Huddle sounds security alarm over personal cloud and device use

News Jane McCallion May 31, 2013
digital padlocks
digital padlocks

43 per cent store documents on consumer services, while 91 per cent use personal devices

Cloud collaboration company Huddle has warned companies about the dangers of employees storing work documents on personal clouds and storage devices.

In a survey of 2,000 office workers carried out by Ipsos MORI on behalf of the company for its first ‘State of the Enterprise Information Landscape’ report, 43 per cent admitted to putting work files onto personal cloud services.

Dropbox was the most popular consumer tool used by employees to store enterprise documents (22 per cent), followed by Apple iCloud (14 per cent) and Google Drive (13 per cent).

However, 91 per cent of respondents said they also used personal devices, such as USB sticks, to share, access or work on documents.

When asked why, 52 per cent said they want access to all their documents in one place, while 56 per cent said they want to be able to work effectively from anywhere.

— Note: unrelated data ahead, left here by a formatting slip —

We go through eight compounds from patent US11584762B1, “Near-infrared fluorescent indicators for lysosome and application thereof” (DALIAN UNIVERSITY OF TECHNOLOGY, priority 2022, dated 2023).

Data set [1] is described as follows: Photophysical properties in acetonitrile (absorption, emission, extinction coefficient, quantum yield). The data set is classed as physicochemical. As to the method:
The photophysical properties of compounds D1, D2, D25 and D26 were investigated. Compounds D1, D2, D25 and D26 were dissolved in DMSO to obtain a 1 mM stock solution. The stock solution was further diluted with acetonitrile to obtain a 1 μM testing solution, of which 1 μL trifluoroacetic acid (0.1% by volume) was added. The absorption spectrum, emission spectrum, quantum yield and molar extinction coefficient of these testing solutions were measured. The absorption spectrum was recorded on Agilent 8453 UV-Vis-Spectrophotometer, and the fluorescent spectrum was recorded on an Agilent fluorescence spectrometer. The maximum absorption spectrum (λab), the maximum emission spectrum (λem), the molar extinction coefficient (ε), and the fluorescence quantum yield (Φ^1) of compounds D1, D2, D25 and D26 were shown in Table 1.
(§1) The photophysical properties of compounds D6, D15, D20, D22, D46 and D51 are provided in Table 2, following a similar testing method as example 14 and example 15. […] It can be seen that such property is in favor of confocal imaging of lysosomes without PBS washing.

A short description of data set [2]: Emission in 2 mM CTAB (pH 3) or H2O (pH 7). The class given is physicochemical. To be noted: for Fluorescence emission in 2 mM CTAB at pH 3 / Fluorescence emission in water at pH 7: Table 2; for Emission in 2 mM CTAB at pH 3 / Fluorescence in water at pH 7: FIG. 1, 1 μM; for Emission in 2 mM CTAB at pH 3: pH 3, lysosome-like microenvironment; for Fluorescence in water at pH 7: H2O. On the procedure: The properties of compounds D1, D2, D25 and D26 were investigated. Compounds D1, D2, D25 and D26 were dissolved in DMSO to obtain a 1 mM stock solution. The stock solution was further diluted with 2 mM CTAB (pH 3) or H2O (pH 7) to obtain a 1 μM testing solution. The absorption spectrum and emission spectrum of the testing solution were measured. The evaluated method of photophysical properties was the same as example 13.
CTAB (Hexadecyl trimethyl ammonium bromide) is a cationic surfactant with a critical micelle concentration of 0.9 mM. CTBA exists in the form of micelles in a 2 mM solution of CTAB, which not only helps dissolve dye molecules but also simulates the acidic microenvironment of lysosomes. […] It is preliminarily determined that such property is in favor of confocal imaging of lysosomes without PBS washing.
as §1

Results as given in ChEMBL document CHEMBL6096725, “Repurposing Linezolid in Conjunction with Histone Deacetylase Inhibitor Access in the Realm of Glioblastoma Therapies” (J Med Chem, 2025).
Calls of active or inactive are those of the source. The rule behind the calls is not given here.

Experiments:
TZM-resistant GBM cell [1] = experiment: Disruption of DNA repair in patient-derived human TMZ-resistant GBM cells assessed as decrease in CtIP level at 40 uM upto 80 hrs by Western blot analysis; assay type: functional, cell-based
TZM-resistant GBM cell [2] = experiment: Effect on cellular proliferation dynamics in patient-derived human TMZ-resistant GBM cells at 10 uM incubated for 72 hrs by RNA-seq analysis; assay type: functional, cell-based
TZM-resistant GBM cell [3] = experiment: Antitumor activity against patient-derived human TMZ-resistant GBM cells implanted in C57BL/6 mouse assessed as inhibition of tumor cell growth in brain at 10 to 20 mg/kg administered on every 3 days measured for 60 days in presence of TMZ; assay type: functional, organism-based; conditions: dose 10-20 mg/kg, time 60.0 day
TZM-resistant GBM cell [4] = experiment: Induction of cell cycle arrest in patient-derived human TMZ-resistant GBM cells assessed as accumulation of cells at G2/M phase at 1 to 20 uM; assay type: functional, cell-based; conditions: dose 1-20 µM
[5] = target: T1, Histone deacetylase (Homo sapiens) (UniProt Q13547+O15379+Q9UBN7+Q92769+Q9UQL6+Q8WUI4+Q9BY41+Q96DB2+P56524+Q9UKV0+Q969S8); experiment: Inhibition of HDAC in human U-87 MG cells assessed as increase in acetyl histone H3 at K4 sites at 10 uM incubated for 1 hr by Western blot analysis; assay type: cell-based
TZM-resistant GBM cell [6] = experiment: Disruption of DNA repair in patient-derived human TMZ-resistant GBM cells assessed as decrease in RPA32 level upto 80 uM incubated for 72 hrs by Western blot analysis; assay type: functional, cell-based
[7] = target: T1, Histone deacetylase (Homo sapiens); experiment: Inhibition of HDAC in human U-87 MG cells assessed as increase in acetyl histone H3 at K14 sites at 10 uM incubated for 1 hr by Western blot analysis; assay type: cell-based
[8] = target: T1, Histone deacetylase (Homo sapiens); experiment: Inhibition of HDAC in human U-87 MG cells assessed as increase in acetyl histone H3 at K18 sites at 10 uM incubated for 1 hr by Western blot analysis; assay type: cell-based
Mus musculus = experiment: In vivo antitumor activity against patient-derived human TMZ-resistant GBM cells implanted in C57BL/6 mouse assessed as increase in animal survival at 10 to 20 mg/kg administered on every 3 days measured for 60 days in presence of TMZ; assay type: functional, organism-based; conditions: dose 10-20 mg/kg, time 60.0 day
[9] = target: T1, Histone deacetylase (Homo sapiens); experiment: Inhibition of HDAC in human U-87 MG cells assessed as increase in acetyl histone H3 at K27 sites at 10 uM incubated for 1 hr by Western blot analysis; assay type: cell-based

Alastair Mitchell, CEO and co-founder of Huddle, told Cloud Pro: “What people want to do is very different to what they are being forced to do. They want to access data wherever they are and that is a trend which is only going to get bigger.

“This is going to change the way IT is delivered.”

Mitchell put the reason workers are using non-business applications down to expectations being raised in the consumer sphere.

“Although these tools are available in our consumer lives, there are not many vendors yet that can provide the security and the capability to be able to provide these sorts of collaborative and cloud content ways of working for the enterprise,” Mitchell said.

Nevertheless, he believes this both follows the pattern of previous IT trends and will change over time.

“People need time to adapt in the enterprise. Consumer technology applications have always taken the lead and are more quickly adopted.

“However the tools are now there and Huddle is just one of them – there is a huge market starting to evolve with start-ups starting to evolve and grow into the mainstream.”